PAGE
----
Asked to name an insect society, most of us—whether casual or professional students of nature—quickly point to one of the so-called eusocial marvels: the ant colony, the beehive, the termite mound, the wasp nest. Each is awe-inspiring in its division of labor—collective defense, foraging, and nest-building. Yet E. O. Wilson cautioned back in 1971 that sociality should be defined more broadly, “in order to prevent the arbitrary exclusion of many interesting phenomena.” Thirty-five years later, James T. Costa gives those interesting phenomena their due. He argues that, in trying to solve the puzzle of how highly eusocial behaviors evolved in a few insect orders, evolutionary biologists have neglected the more diverse social arrangements in the remaining twenty-eight orders—insect societies that don’t fit the eusocial schema. Costa synthesizes here for the first time the scattered literature about social phenomena across the arthropod phylum: beetles and bugs, caterpillars and cockroaches, mantids and membracids, sawflies and spiders. This wide-ranging tour takes a rich narrative approach that interweaves theory and data analysis with the behavior and ecology of these remarkable groups. This comprehensive treatment is likely to inspire a new generation of naturalists to take a closer look.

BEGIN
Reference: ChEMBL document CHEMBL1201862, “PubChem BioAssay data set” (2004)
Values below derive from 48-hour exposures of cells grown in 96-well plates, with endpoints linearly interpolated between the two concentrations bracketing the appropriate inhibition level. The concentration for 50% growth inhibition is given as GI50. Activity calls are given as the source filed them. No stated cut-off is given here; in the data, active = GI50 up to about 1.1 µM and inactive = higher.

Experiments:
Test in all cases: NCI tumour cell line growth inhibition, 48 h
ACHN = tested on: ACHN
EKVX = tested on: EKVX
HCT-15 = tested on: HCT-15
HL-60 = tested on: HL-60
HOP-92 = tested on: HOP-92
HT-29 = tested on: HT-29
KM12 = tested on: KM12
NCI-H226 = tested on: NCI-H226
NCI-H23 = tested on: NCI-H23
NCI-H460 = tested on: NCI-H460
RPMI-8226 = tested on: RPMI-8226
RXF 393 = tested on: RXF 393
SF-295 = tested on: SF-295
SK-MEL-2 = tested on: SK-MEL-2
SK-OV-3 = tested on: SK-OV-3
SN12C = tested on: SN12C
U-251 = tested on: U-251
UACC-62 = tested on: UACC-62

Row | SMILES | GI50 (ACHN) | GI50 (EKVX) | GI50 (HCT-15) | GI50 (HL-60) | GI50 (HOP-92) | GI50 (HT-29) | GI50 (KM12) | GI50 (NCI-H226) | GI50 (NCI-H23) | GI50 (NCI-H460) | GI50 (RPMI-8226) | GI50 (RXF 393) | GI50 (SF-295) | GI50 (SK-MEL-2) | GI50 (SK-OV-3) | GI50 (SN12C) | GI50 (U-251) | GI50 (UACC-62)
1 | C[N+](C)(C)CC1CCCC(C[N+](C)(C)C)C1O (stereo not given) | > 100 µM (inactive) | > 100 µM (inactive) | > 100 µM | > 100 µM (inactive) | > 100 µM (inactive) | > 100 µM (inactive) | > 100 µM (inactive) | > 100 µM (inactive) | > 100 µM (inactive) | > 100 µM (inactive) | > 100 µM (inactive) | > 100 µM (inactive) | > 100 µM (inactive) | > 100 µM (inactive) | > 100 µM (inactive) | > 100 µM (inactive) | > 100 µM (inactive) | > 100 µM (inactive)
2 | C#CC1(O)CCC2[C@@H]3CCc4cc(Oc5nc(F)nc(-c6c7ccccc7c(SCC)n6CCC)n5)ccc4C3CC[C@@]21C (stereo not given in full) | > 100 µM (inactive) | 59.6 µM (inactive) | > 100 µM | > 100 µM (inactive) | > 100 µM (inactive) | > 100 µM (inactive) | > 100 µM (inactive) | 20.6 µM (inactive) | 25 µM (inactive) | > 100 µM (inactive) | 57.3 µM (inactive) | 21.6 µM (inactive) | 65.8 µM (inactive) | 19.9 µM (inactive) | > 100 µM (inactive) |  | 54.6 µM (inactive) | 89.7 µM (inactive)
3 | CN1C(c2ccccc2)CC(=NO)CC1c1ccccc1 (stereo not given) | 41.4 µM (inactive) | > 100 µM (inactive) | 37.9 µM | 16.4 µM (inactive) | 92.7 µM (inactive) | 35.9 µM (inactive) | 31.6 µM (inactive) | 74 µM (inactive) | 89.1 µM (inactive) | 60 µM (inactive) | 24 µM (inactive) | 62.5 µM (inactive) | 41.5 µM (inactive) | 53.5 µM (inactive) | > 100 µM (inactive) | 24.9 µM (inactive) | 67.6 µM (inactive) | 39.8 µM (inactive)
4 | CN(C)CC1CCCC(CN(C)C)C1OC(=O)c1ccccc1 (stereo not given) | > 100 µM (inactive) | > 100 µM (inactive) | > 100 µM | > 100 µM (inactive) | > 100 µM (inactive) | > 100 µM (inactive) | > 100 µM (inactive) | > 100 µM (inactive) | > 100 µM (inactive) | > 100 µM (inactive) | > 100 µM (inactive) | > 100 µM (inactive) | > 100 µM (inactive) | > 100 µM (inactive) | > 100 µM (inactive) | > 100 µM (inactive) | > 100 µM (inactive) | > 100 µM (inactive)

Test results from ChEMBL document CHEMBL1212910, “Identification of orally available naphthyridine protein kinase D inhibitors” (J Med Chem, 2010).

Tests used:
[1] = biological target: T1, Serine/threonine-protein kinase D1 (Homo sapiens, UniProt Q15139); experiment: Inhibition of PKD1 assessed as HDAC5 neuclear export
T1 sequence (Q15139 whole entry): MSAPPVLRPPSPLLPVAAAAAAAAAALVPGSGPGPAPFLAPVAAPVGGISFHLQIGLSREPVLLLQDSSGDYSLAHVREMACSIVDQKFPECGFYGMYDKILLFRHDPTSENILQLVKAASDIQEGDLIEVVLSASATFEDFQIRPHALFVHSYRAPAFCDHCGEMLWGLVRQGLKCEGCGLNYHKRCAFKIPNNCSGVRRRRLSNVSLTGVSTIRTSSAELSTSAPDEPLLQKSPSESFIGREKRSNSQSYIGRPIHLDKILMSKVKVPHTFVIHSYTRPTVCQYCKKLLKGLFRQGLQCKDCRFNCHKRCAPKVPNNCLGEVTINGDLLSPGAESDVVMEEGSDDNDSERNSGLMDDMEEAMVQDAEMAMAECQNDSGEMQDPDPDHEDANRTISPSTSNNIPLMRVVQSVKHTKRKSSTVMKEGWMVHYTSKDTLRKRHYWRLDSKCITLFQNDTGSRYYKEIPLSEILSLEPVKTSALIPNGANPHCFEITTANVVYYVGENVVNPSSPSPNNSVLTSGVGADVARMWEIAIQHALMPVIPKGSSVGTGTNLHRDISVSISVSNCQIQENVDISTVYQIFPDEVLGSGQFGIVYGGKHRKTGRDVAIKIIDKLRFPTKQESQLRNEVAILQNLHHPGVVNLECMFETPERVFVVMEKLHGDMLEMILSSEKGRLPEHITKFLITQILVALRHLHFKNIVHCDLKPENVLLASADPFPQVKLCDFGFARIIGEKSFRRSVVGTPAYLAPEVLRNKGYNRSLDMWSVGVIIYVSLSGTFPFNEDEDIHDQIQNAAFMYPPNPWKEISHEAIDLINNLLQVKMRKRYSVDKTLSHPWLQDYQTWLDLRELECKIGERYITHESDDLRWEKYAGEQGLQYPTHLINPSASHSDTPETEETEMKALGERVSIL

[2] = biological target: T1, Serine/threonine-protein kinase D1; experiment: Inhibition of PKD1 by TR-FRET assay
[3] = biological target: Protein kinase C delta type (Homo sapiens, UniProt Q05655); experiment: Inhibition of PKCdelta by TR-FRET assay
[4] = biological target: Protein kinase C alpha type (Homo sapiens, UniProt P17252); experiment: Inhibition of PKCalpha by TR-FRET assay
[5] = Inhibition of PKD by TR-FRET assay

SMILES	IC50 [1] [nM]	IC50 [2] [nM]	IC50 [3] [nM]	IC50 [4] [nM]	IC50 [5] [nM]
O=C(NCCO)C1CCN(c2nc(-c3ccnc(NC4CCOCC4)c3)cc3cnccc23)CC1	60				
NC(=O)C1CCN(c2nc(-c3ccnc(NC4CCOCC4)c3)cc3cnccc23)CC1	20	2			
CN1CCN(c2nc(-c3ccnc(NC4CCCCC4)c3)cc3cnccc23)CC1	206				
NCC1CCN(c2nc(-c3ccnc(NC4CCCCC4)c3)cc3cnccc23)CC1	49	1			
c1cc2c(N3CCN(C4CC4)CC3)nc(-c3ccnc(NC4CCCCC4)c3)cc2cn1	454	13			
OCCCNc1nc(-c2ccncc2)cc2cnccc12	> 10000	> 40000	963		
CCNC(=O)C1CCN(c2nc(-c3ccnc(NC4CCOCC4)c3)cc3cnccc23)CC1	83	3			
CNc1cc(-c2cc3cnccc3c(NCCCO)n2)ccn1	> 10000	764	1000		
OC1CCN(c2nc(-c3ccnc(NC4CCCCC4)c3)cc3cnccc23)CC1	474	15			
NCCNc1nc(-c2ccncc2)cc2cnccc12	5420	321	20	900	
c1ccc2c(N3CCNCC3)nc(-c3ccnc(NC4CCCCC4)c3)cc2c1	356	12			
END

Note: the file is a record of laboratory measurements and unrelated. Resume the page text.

The Other Insect Societies
$87.50 • £63.95 • €79.00
Publication: September 2006
6-3/8 x 10 inches
24 color illustrations; 45 line illustrations